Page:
In December in Australia the temperature often rises to thirty degrees celsius yet many domestic goddess’s still prepare a hot Christmas lunch in the name of ‘tradition.’ Turkey, ham, roast vegetables, sweet green peas with lashings of rich gravy “because that’s what her mother did”, are served as scrumptious Christmas fare. Nowadays more and more Aussies opt for cool, fresh seafood. Despite costing an arm and a leg many a good woman’s sanity is saved. Even more people choose to "go out" for lunch, to restaurants, on cruises, in hotels where people pay through the nose to avoid the drudgery while in reality they're paying the double time wages of the staff … is that why staff are so welcoming?
As a kid Christmas lunch was a stuffed roast chicken, roast potato, roast sweet potato, roast pumpkin and green peas or beans. Chicken was a luxury. Dad was the "bread winner"entitling him to be served the white meat while the kids got the “dark meat.” In those days chickens weren’t pumped full of chemicals to keep the meat of the entire bird whiter than white. The breast meat was white, the drumsticks, wings and the rest of the bird was a darker colour … real chicken fed real food. There was no lavish, over the top, razzamataz that goes on today. The kids all played on the street, showing off their ‘new’ bikes, prams, scooters and toys, busting to be first one up and out while still in pyjamas – kids were safe on the street.
People were of limited means, credit cards didn’t exist. If you couldn’t afford it or parents couldn’t make it, conjure it up or Mum lay-by it, you didn’t get it. For weeks prior, Dad worked on secret projects down in the shed, his inner sanctum, where we had to knock before entering. I realised in later years Dad must have been painting that bike pink, refurbishing that dolls house, or renovating a found object. Late at night we’d hear Mum pedalling away on the Singer treadle sewing machine, where, if we happened to venture out on the pretext of a glass of water or a bad dream, covers would be thrown over stuff, lights would be hastily switched off depriving us of a glimpse of what was going on!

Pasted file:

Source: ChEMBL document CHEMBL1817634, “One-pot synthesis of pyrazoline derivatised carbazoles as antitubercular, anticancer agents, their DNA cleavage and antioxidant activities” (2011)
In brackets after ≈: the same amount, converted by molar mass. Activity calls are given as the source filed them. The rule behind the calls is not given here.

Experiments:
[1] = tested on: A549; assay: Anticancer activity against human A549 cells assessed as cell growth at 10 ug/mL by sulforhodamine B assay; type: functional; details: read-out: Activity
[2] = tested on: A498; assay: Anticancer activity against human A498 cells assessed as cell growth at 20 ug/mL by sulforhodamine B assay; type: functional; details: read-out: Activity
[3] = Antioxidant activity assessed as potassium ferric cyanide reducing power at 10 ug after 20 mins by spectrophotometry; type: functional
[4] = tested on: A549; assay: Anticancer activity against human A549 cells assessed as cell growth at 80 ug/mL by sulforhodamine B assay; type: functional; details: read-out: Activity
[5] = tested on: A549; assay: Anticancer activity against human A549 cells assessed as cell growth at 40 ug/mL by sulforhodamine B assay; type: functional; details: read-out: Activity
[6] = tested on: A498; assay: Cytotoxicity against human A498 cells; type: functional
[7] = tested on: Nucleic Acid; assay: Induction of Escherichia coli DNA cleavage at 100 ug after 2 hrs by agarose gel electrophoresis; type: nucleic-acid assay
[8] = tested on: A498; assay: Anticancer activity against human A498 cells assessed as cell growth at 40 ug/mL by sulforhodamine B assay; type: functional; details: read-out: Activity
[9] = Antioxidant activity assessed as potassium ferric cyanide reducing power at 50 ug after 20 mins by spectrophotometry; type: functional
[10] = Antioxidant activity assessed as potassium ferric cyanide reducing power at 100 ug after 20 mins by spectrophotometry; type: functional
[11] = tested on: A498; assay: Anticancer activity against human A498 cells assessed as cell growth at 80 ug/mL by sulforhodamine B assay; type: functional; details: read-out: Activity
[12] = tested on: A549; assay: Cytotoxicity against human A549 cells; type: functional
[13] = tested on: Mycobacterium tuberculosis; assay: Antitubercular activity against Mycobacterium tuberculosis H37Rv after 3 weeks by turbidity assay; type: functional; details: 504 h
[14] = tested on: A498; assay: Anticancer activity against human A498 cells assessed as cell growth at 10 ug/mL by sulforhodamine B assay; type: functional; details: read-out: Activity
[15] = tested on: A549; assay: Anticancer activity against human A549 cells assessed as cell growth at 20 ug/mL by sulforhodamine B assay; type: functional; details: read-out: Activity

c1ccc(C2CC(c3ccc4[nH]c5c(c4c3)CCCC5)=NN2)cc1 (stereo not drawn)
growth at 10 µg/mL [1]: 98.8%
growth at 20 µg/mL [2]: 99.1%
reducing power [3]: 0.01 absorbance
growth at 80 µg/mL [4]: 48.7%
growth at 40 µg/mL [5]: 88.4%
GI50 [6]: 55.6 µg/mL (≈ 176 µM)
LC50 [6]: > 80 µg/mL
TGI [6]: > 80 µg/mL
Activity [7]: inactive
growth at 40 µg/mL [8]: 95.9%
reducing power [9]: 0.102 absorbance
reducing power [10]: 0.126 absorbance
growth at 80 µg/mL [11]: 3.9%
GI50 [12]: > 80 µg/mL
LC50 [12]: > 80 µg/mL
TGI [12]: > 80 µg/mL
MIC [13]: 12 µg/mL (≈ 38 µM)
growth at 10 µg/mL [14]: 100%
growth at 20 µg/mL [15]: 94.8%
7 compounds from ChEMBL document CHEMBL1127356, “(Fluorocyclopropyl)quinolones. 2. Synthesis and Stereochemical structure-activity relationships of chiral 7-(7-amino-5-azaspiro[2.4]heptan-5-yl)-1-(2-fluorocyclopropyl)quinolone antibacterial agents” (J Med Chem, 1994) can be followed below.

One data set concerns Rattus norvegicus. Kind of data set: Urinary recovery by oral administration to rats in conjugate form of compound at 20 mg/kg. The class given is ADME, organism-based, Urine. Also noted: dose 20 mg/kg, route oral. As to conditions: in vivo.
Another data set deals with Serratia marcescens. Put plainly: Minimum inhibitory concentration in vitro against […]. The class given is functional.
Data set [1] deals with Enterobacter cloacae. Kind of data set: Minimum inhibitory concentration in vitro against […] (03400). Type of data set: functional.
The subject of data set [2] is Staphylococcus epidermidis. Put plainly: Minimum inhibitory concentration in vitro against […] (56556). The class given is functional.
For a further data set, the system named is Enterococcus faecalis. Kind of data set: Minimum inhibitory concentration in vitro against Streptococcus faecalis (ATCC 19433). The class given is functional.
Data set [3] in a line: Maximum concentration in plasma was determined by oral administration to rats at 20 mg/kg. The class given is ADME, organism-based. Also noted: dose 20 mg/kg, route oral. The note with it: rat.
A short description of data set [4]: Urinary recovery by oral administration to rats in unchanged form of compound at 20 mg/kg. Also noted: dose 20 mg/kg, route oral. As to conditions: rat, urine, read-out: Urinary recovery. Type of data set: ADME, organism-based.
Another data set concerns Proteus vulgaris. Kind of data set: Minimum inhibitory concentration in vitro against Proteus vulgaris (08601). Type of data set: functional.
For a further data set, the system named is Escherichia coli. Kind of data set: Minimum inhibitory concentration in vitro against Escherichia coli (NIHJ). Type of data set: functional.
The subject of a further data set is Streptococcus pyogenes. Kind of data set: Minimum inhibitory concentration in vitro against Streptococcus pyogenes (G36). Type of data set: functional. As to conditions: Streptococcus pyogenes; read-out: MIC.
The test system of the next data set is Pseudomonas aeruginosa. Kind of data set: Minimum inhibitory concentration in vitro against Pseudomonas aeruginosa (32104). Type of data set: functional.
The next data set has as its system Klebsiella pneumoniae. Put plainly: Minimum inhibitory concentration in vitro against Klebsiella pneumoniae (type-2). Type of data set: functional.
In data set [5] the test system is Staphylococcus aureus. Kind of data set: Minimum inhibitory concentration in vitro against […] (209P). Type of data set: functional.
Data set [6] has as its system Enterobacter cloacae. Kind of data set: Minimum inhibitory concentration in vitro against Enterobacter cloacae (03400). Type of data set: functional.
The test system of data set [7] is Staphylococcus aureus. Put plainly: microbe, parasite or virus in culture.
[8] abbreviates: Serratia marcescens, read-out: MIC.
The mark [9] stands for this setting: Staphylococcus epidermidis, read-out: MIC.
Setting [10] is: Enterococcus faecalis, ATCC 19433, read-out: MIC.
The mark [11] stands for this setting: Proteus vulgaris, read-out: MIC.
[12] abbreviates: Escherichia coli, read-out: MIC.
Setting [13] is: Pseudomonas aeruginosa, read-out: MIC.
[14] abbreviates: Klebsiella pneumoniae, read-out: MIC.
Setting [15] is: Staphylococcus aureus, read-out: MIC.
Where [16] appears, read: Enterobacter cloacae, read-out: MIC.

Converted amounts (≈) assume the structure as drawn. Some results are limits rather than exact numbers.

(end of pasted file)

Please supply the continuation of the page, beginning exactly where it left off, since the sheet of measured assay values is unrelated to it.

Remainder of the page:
The first memory of this season is around three to four years old, that's me ready to go and see Santa standing in front of the armoire begging Mum to not wear "my irons" ... I wore callipers as a kid ...
Another childhood memory of this season, a couple of years later was creeping, out late at night, probably unable to sleep with anticipation, and seeing Dad hurl a blanket over two small rattan chairs – I always thought Santa had already been and Dad must have spoken to him, that one baffled me for years.
The memories are flooding back – there’s a host of Christmas’ to remember and to forget, see you same time next year for more memories of this season!